Initially, my 4g router was getting a signal strength of -110 to -120db, corresponding to two bars and zoom video not working. Spent €90 on an outdoor aerial. Plugged it into the router. Signal now averages -85, four to five bars on the router, zero issues with video calls.
My point being: there’s more than one way to skin a cat and you can often improve your mobile signal if you want to.
1. Teltonika RUTX11: https://teltonika-networks.com/product/rutx11/
Wired is always better; especially in higher density environments. If you are in a rural or low density area then this is obviously less of an issue - but everyone moving to wireless would be an utter disaster where most people live.
If you want metal enclosures (i.e. actual thermal design for prolonged operation), multiple ethernet ports, better routing support, no limits on number of connected devices, wide input voltages, automotive-grade components, etc, that's a much smaller market.
Like Obviously, the sheer resources required to create a router are minuscule compared to a phone, so then who exactly will be pocketing these extra resources that I'm paying for, and why?
I have heard that the Huawei ones that accept external antennas are also decent, be it with a much smaller featureset.
They make lots of different types:
I wonder if a 4G aerial would work as well in this kind of environment? The roof is wooden rafters with a slate covering.
1. It might route too many people to where the network is fast, thus making the network not fast anymore and wasting a lot of people's time as they "go."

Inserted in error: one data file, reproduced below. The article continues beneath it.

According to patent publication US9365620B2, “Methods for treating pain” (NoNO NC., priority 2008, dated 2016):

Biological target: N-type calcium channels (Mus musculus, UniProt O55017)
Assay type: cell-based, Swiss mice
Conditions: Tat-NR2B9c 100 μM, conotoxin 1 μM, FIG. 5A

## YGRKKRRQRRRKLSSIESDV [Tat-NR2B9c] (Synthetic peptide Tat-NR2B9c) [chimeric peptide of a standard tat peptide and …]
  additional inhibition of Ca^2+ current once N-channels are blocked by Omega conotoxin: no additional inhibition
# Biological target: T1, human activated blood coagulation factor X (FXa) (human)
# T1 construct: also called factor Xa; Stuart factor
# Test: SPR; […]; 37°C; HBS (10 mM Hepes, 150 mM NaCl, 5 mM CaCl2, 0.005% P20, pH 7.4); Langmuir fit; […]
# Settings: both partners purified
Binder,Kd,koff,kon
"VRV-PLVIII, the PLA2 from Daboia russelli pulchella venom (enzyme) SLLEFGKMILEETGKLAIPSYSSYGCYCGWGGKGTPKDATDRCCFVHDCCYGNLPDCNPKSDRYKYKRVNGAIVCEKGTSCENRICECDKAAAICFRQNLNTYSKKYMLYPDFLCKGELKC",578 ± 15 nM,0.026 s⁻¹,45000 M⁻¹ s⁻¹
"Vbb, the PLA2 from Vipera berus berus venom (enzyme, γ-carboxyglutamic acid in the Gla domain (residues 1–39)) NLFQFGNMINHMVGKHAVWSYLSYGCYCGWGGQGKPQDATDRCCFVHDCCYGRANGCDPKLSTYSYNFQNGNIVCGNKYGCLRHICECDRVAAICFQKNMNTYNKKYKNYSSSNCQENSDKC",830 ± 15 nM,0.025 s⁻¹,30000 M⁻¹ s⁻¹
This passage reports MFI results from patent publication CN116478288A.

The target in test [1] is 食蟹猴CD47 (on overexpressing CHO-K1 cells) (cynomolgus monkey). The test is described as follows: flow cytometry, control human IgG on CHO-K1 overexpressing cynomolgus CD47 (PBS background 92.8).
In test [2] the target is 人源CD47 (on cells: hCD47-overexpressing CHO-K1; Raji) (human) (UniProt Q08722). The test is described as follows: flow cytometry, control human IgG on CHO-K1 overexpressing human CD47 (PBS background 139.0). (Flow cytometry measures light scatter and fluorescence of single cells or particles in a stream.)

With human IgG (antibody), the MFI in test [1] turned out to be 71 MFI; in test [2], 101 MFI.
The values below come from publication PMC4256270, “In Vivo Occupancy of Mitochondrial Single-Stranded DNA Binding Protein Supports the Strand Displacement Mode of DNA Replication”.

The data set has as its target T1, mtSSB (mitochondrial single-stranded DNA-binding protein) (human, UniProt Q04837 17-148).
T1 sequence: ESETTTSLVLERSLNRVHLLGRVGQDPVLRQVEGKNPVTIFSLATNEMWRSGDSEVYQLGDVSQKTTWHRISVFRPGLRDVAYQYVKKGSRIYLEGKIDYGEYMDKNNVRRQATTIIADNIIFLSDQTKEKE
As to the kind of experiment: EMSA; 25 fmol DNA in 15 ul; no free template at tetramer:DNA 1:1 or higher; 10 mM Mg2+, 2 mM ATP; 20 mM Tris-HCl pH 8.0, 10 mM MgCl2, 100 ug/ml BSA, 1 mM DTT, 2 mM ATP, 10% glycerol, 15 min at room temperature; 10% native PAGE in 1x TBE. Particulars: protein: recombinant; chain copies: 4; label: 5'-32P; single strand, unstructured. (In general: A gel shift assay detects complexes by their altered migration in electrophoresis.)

2. It might also route a bunch of "digital nomads" to my local art café where they will hog the tables, like Waze did with commuter traffic to my residential street.
How do you avoid those two problems? Or at least the first one, which is a problem for your target users?
As for #1, there are physical capacity limits you are likely to first exhaust. Only so many people will fit.
For #1, if you have ten people all on Zoom meetings at the same time, isn't that going to kill your fast-for-a-café bandwidth?
Not unless they all start at the same time. If they start a little staggered from each other, there will be time to boot the first person out for trying to do a video call in a cafe around other humans before the next one starts.
Working in a cafe is completely reasonable, and wouldn't disturb other people. Taking a call is ridiculous.
They need to replace some filters and other pieces so that more frequencies can be allocated to upload.
W.r.t 2nd, Yep!
In France, Germany and Italy for instance I couldn't find a monthly prepaid 4G offer with unlimited data, especially in France you frequently even need a local bank account and in Germany 4G is so bad in many places that it wouldn't make a difference how much data is in the plan. Other places like Austria offer monthly prepaid as low as EUR 20, though speed may be limited to 25-40Mbps, which should suffice for 1:1 video calls.